By Bryan Christiansen, founder and CEO, Limble CMMS
The Internet of Things (IoT) is a network of interconnected devices that leverage data from actuators or sensors installed on physical objects or machines. Through IoT, assets can establish direct communication with humans or with each other to transfer information about their health and surroundings. In the last decade, IoT has gained rapid recognition, especially in the design engineering sector as it becomes cognizant of the importance of data and reliability engineering in developing intelligent product designs.
Disadvantages of ‘old’ data collection methods
The use of data to develop and validate engineering designs is not a new concept. It was prevalent even in the earlier design engineering practices when internet technology was not widespread. At that time, the field staff often had to go to machines to visually inspect the health and collect their data. Moreover, other data about the machine design parameters such as weather, temperature, humidity, and so on would require collection from independent stakeholders through long and tedious engagement processes. Finally, the collected data would then be compiled by the office clerk into manual registers before being sent to design and reliability engineers for future learning.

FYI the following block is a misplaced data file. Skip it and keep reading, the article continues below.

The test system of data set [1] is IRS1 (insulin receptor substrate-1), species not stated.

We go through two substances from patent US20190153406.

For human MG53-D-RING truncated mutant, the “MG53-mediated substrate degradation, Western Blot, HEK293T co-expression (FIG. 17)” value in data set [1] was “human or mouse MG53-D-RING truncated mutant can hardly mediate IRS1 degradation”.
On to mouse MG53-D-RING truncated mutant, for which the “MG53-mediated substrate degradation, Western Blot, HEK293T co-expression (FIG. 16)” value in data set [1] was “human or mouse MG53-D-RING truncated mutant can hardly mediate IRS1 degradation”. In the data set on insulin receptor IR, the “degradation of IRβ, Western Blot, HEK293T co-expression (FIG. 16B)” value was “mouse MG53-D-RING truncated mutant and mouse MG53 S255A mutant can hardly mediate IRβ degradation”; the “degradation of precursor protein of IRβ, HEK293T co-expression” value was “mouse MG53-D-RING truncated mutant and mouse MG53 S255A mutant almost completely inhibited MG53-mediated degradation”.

Since the entire chain of data collection was oriented around human capabilities, the data received by design engineers were often systematically biased and lacked transparency. The outcomes from this situation were quite obvious at that time – neglecting the field data altogether and developing designs based on designers’ judgments and expertise.
The impact of IoT on design engineering
IoT has transformed design engineering principles in the sense that a variety of accurate and unbiased data are readily available. Simple and cost-effective sensors or transducers can be installed that can collect parameters both internal as well as external to the machines.
For example, a pressure sensor can advise about the discharge pressure of the centrifugal pump and provide its real-time status on the cloud dashboard. The consistent retrieval of data about the discharge pressure can produce trends and provide vital insight into pump health. Similarly, other sensors such as temperature, flow, and so on can also be installed to retrieve or derive additional design parameters as they are needed during design engineering.
Currently, with the advancements of Computerized Maintenance Management Systems (CMMS) and similar software, features are available that can integrate real-time data from field sensors with the CMMS database. The merging of assets’ real-time data from IoT with their maintenance and repair history from CMMS provides invaluable insights into the overall performance of assets. The combined IoT-CMMS-driven database also provides the capability to develop predictive models that can forecast the future performance of the asset over their life cycles.